General Industry

Europe's Ongoing Strike-Related Travel Disruptions

By Dave Simpson
Europe's Ongoing Strike-Related Travel Disruptions

European airports are in the middle of another busy summer as passenger numbers globally recover to pre-pandemic levels.

Airlines have said they are ready to avoid a repeat of last year's travel chaos, after strikes and staff shortages forced them to cancel thousands of flights to avoid long queues at major airports.

But air traffic control strikes, which have caused airlines to demand protections for overflights, and ongoing wage talks by airport and airline staff could bring about further disruptions.

Here is a summary of recent developments:


Heathrow Airport security workers on 23 June called off 31 days of strikes planned at Britain's busiest hub. Over 2,000 staff accepted an improved pay offer for a rise of between 15.5% and 17.5%.


At Birmingham Airport, around 100 security officers and terminal technicians will begin continuous strike action from 18 July. The strikes will severely impact the airport's security and terminal maintenance, leading to flight delays, the Unite union said.

Unite has also said that workers who aid passengers with mobility challenges at Glasgow Airport will take two 24-hour strikes on 6 July and 11 July.


Air traffic controller (ATC) strikes in France have led to delays and limited flights across the country, causing more air space congestion in Europe.

Most recently, French aviation regulator asked carriers to cancel a third of their flights from the Paris-Orly airport on 6 June due to a planned ATC strike. It also asked them to reduce flights by 20% at Lyon, Marseille, Nice, Toulouse, Bordeaux and Nantes, and urged passengers to postpone trips if possible.

On 6 June, Ryanair said it had to cancel 400 flights due to the 36-hour strike, most of them overflights not going to France.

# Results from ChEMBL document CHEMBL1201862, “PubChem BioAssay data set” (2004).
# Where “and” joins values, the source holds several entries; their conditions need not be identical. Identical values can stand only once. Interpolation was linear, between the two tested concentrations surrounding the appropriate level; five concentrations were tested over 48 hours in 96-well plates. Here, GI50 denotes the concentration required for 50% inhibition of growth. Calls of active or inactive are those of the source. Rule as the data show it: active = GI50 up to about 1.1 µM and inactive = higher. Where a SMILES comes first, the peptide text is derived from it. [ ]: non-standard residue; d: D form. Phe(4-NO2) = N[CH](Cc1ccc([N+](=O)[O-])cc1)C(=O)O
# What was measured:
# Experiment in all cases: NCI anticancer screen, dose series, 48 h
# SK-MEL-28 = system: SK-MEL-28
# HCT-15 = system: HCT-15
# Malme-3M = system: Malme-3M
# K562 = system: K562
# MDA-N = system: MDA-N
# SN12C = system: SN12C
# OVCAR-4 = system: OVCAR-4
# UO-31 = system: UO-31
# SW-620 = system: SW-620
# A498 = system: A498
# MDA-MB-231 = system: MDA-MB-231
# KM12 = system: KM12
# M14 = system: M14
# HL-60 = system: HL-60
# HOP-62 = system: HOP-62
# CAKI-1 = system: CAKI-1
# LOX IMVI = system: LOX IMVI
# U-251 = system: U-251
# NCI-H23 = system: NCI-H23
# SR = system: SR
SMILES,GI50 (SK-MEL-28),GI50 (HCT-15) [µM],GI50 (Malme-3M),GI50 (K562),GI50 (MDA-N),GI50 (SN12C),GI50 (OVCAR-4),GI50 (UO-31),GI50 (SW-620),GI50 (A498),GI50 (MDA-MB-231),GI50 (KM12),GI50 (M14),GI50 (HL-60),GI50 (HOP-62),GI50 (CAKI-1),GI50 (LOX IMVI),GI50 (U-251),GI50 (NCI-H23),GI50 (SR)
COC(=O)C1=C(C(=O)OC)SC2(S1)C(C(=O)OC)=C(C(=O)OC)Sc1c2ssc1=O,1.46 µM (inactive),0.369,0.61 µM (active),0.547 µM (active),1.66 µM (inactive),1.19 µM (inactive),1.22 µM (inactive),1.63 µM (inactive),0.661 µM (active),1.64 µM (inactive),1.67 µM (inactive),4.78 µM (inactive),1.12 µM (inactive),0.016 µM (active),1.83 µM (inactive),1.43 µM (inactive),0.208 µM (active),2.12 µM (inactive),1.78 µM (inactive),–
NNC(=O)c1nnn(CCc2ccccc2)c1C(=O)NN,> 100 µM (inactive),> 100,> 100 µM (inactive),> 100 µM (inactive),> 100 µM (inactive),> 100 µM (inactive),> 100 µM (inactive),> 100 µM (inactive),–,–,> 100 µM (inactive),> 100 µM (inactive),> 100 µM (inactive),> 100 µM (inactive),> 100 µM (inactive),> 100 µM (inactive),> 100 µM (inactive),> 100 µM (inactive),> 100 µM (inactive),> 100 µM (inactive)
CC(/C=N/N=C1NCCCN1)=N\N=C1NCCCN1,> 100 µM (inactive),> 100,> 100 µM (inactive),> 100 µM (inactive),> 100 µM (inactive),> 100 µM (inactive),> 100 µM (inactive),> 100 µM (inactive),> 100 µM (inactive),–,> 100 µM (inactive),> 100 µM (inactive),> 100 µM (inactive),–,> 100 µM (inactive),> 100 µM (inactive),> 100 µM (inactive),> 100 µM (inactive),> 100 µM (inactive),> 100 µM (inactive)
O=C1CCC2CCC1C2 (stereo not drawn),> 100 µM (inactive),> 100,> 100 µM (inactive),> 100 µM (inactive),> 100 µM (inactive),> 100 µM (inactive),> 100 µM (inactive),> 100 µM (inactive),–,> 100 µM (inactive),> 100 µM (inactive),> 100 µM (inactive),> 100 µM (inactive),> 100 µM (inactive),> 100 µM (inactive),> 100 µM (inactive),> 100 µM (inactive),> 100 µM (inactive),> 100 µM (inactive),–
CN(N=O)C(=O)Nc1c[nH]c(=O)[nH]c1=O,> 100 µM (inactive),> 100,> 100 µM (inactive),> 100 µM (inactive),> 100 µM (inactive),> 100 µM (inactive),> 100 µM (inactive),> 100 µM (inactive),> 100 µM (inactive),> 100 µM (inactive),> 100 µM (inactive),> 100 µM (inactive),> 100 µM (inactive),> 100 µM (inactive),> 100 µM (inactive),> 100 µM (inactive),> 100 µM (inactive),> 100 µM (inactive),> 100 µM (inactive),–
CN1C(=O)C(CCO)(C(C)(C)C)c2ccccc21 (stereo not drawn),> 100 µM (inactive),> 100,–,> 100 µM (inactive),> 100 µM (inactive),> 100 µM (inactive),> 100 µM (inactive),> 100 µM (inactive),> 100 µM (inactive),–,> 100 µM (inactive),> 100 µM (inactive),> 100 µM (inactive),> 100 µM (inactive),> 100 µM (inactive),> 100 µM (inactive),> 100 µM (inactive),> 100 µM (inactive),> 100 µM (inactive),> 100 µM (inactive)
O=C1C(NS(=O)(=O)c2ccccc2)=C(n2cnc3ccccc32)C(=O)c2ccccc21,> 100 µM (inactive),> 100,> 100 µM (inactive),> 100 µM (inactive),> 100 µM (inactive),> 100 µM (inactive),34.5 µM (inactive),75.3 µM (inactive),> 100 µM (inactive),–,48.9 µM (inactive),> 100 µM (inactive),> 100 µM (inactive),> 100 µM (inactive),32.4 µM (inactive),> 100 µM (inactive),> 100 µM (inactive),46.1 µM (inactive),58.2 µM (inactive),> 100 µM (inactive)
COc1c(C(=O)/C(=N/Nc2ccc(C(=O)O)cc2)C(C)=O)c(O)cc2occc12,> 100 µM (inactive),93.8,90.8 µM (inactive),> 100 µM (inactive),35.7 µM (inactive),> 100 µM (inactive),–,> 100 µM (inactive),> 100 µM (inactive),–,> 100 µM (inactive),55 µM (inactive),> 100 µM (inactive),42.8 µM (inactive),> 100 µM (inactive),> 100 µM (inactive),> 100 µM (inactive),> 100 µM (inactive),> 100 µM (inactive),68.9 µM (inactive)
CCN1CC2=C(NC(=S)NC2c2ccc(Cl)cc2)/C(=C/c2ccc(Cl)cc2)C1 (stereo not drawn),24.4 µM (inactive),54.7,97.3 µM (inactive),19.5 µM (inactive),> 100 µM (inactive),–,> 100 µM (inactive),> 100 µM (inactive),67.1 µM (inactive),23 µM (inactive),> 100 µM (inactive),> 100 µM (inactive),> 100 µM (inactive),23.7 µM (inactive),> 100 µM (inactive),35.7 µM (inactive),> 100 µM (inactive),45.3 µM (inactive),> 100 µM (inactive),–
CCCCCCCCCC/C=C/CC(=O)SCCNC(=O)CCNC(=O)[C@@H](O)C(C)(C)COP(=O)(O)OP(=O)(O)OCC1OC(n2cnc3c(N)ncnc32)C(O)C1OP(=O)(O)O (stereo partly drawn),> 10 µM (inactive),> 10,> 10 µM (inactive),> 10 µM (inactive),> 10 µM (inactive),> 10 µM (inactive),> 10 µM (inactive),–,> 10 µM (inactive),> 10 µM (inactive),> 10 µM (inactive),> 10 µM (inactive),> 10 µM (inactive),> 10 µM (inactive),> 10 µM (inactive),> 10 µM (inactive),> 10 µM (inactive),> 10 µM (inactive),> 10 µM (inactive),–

Italy's air traffic control company, ENAV, told Reuters there would be no strikes in the Italian air transport sector between 27 July and 5 September due to a summer exemption provided for in the industry regulations.


Pilots at Iberia Regional Air Nostrum, who had been striking every Monday and Friday since 27 February, went on a daily indefinite strike from 6 June amid a pay dispute. As of 4 July, Iberia said on its website that flights could be affected and offered flexible fares for some passenger travelling until 6 July on routes operated by Air Nostrum.

Air Europa pilots in Spain also went on a two-week strike on 19 June.

Spain has said it expects to receive more tourists in the summer of 2023 than before the COVID-19 pandemic.


The Swedish Transport Workers' Union on 30 June withdrew the strike and blockade by airport controllers, planned to start on 3 July, after reaching a new surveillance and security agreement.



Geneva Airport reached a deal with public service staff on 30 June to end a strike over pay, after it saw its air traffic halted for around four hours on the same morning. The striking workers included security and emergency staff.

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